1. Ferrell, Betty R. PhD, CHPN, FAAN, FPCN

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Nurses who have chosen palliative care as their professional specialty are very familiar with death and bereavement. Over years of practice, we witness many deaths and offer bereavement support to many, often having developed deep relationships with patients and families in our care.


And then a call comes-not to notify us of a patient's death, but rather to inform us about the death of a colleague. Whether the death comes suddenly from an accident or acute illness or is the result of a prolonged illness, the death of a colleague may seem to stop time and to render us, as nurses who specialize in loss and grief, immobilized, as we become those who grieve.


The loss of a colleague is, of course, an individual experience and, just as with the grief of patients and families, does not fit into a single response. Yet, I have observed some common threads in the loss of beloved colleagues, including my own losses of nurse colleagues.


An initial response I have felt and witnessed in others is that this can't be true. "We" are nurses who care for "them," other people who are dying or grieving. That very thin veil that separates us seems to fail as we become the grieving person. There may even be anger or a sense of injustice. Shouldn't we who comfort so many be excluded from losing the people we love?


When a nurse colleague dies, we are also reminded of our own mortality. Perhaps because we have seen death so many times, held those left behind, and bathed the bodies of the deceased, we have denied that it will happen in our own lives. We also may have a stark reality that this person I have called my colleague, coworker, or fellow nurse has actually become much more-he/she is my dear friend. In hearing of a colleague's death, we also recognize that our colleague was not only a nurse but also a spouse, sister, grandmother, or a son.


The death of a colleague may also cause us to pause and reflect on our own professional lives. Early in my career, I experienced the loss of my mentor, Jean, who died in an auto accident. She was just completing her doctorate and launching a career in nursing administration. Her death caused me to think about my own life-should I work harder to achieve things she would never have the opportunity to do or should I work less now that I was reminded of the fragility of life? The American journalist Mignon McLaughlin wrote that "The death of someone we know always reminds us that we are still alive-perhaps for some purpose which we ought to reexamine."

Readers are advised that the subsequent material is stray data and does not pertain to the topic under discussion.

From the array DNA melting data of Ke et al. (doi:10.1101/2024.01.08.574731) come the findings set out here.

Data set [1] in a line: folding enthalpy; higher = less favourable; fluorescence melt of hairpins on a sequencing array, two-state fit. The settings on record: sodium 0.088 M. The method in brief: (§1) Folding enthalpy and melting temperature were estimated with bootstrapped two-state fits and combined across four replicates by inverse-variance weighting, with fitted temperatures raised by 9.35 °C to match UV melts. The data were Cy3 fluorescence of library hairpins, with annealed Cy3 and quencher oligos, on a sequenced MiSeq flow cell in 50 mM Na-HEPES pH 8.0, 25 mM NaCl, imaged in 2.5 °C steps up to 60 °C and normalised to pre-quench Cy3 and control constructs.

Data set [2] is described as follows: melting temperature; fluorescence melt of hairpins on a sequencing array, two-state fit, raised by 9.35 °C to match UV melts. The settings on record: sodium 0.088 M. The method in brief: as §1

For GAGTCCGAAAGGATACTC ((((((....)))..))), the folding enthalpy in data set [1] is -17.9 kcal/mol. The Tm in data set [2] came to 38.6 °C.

I was reminded of the profound shock of such a loss recently with the death of a friend and colleague, Debra Wiegand, president of Hospice and Palliative Nurses Association. I had known Debra for about 10 years and greatly admired her stellar career in critical care, as she led many efforts to advance palliative care in hospital settings. Debra was an esteemed faculty member, researcher, and clinician. She was radiant in teaching, and I had personally witnessed her enthusiasm for palliative nursing, as she served as faculty for our End-of-Life Nursing Education Consortium project teaching critical care nurses, including a trip to South Korea where she delighted in sharing her expertise.


As news of Debra's death began to be shared over the following days, I received several separate emails from colleagues in all parts of the country, and I noticed that several people had made almost identical comments in their messages, as they wrote "she always made me laugh." What better tribute than to know that you brought such joy to others.


I have no words to make the death of a colleague easier. I only know that the best response to grief is to grieve-step across that thin veil that separates us in life and death and grieve for our colleagues, celebrate their lives, and remember to hold tightly to our other colleagues as they also grieve. As Khalil Gibran wrote, "When you are sorrowful, look again in your heart, and you shall see that in truth you are weeping for that which has been your delight."


We are very privileged as nurses to know death well-to see it come to those we care for and to perhaps know more intensely than others may, that life is precious and finite. And times come when we also grieve because we have lost our colleagues whom we also call friends.



Betty R. Ferrell, PhD, CHPN, FAAN, FPCN




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